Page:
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Boston Massachusetts: The Great Molasses Flood of 1919

Updated on July 18, 2018
Sparrowlet profile image

Katharine spent part of her childhood residing in the Boston area and loves the history of this beautiful city.

Boston's North End by jbcurio
Boston's North End by jbcurio | Source

A Strange Tale

The North End of Boston, Massachusetts is today a busy cluster of neighborhoods specializing in restaurants of Italian cuisine. It is known for the Paul Revere house and the Old North Church of pre-Revolution fame. However, there was another historic occurrence to which the North End can lay claim - one of the most bizarre events in United States history. Even today, on a hot July afternoon, the locals claim that the sickly sweet smell of molasses still wafts up from the cracks in the streets - a legacy of the strange Great Molasses Flood of January, 1919.

Boston's North End

At that time, molasses was an important commodity. Not only was it used as a food stuff (in Boston, a main ingredient in the making of the famous Boston Baked Beans!), but it was also the base in the production of rum and ethyl alcohol, which was then used in the production of munitions. The Purity Distilling Company owned a huge cast iron tank that stored over two million gallons of crude molasses. The tank was 50 feet tall and 90 feet in diameter, and was located at 529 Commercial Street in the North End.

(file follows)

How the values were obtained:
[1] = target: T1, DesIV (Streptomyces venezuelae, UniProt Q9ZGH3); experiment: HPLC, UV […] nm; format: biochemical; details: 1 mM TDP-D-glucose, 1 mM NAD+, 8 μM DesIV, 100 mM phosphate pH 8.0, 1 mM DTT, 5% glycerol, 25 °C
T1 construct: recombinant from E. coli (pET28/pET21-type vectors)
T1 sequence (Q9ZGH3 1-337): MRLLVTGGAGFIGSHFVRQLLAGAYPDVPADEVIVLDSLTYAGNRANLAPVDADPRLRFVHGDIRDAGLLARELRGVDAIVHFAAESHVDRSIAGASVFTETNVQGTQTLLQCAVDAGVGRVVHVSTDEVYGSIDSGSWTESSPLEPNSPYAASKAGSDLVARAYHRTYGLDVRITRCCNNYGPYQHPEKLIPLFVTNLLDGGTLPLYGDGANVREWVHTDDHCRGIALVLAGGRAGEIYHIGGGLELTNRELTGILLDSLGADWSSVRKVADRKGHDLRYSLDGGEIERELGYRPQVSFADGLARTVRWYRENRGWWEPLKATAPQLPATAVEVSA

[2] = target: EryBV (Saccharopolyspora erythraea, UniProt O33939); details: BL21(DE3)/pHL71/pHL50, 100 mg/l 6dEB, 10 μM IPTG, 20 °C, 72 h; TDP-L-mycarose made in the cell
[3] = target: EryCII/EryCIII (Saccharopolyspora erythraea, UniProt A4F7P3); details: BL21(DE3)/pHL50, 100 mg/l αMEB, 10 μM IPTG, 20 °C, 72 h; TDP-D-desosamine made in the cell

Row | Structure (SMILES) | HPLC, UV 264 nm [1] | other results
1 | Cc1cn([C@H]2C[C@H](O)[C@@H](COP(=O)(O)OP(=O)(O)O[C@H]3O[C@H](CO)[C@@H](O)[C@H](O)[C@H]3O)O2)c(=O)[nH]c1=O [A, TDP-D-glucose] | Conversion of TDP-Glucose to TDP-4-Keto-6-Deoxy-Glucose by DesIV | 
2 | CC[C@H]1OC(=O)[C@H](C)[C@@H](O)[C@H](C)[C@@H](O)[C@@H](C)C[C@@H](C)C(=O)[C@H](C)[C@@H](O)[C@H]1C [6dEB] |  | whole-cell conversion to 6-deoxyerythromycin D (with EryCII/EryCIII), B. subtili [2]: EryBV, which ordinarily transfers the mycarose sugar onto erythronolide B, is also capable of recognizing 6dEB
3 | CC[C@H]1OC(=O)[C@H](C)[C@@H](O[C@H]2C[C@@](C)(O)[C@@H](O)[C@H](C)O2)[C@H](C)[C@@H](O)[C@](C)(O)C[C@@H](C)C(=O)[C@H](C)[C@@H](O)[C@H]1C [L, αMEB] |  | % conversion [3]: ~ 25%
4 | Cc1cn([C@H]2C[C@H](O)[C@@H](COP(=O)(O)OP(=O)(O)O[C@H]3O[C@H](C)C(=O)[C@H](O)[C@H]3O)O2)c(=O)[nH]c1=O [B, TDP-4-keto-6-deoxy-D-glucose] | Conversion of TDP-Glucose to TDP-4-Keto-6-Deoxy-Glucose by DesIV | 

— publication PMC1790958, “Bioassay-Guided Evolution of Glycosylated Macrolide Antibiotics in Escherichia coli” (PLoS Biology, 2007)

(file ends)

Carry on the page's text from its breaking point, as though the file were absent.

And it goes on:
That January, the weather had been bitter cold, with temperatures down to about zero for most of the month. But by the 15th, the weather had taken a surprising turn for the better, and hovered at a balmy 40 degrees. The huge molasses tank was known to leak rather badly, and with the turn in the weather, local residents brought jugs and helped themselves to the molasses, trickling from several substantial leaks. This little money-saving trick had been known to the community for some time, and no doubt many a pot of baked beans had been simmered in stolen molasses from the humongous vat.


North End, Early 1900s - Note the Cobblestone Streets

Boston's North End, Early 20th Century
Boston's North End, Early 20th Century | Source

The Disaster

It was about 12:30 pm on that unseasonably warm January day, and many local workers were taking their lunch breaks outside in the pleasant sunshine. Other locals scurried about the busy neighborhood, attending to their business, as usual, completely unaware that they were about to experience a most peculiar and deadly event.

Survivors later reported that, just before the blast, a low menacing rumbling sound reverberated through the streets surrounding the molasses tank. Having no idea what this noise could be, no one knew to get themselves out of the path of danger. Even if they had know that the rivets of the great molasses tank were shooting off into the air, the collapse that followed came all too quickly, and caught all those in the vicinity completely by surprise.

The giant molasses tank ruptured, and large pieces of it flew out into the neighborhood as if exploded by a bomb. Two million gallons of molasses were released in a great wave, some said as high as 15 feet, though it was probably closer to 8 or 10. Those in the near proximity were hit by flying debris, some were propelled along the wave of molasses as if on a surfboard, while others were simply swallowed up by the thick, sticky onslaught.